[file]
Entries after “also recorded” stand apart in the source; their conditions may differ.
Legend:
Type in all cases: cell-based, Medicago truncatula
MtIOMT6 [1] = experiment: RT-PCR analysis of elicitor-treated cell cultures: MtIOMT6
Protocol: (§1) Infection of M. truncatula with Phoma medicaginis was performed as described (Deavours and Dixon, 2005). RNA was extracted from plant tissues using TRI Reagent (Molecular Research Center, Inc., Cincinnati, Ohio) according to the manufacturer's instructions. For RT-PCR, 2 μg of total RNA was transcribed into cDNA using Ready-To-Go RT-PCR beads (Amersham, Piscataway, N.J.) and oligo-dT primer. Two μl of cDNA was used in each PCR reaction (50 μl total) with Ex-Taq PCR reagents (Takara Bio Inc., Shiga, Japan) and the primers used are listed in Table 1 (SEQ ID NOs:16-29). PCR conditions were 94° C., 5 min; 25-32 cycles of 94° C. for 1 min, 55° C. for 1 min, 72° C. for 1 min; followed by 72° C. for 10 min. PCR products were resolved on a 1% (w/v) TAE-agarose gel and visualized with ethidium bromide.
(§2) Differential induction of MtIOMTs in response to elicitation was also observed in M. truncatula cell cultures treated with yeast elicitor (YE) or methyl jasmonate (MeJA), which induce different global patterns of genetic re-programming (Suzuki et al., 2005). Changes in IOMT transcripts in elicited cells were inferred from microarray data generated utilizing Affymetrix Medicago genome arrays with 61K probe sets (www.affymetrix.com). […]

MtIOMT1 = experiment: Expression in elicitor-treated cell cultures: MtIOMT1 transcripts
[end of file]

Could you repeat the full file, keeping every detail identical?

Entries after “also recorded” stand apart in the source; their conditions may differ.
Legend:
Type in all cases: cell-based, Medicago truncatula
MtIOMT6 [1] = experiment: RT-PCR analysis of elicitor-treated cell cultures: MtIOMT6
Protocol: (§1) Infection of M. truncatula with Phoma medicaginis was performed as described (Deavours and Dixon, 2005). RNA was extracted from plant tissues using TRI Reagent (Molecular Research Center, Inc., Cincinnati, Ohio) according to the manufacturer's instructions. For RT-PCR, 2 μg of total RNA was transcribed into cDNA using Ready-To-Go RT-PCR beads (Amersham, Piscataway, N.J.) and oligo-dT primer. Two μl of cDNA was used in each PCR reaction (50 μl total) with Ex-Taq PCR reagents (Takara Bio Inc., Shiga, Japan) and the primers used are listed in Table 1 (SEQ ID NOs:16-29). PCR conditions were 94° C., 5 min; 25-32 cycles of 94° C. for 1 min, 55° C. for 1 min, 72° C. for 1 min; followed by 72° C. for 10 min. PCR products were resolved on a 1% (w/v) TAE-agarose gel and visualized with ethidium bromide.
(§2) Differential induction of MtIOMTs in response to elicitation was also observed in M. truncatula cell cultures treated with yeast elicitor (YE) or methyl jasmonate (MeJA), which induce different global patterns of genetic re-programming (Suzuki et al., 2005). Changes in IOMT transcripts in elicited cells were inferred from microarray data generated utilizing Affymetrix Medicago genome arrays with 61K probe sets (www.affymetrix.com). […]

MtIOMT1 = experiment: Expression in elicitor-treated cell cultures: MtIOMT1 transcripts